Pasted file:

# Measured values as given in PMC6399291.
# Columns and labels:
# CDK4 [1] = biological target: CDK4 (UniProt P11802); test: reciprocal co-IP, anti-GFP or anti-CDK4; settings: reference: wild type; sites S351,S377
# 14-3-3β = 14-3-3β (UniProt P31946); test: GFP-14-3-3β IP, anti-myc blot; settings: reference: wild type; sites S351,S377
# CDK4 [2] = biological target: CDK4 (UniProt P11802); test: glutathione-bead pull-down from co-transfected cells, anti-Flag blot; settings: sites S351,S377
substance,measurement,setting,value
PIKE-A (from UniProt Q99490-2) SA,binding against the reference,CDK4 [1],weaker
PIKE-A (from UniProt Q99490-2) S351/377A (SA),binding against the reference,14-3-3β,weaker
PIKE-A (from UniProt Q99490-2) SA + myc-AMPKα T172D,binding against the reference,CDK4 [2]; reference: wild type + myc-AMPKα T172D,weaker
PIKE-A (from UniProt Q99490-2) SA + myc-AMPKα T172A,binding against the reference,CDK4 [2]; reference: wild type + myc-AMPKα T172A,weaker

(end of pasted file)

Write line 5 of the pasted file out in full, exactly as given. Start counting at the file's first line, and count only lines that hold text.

# CDK4 [2] = biological target: CDK4 (UniProt P11802); test: glutathione-bead pull-down from co-transfected cells, anti-Flag blot; settings: sites S351,S377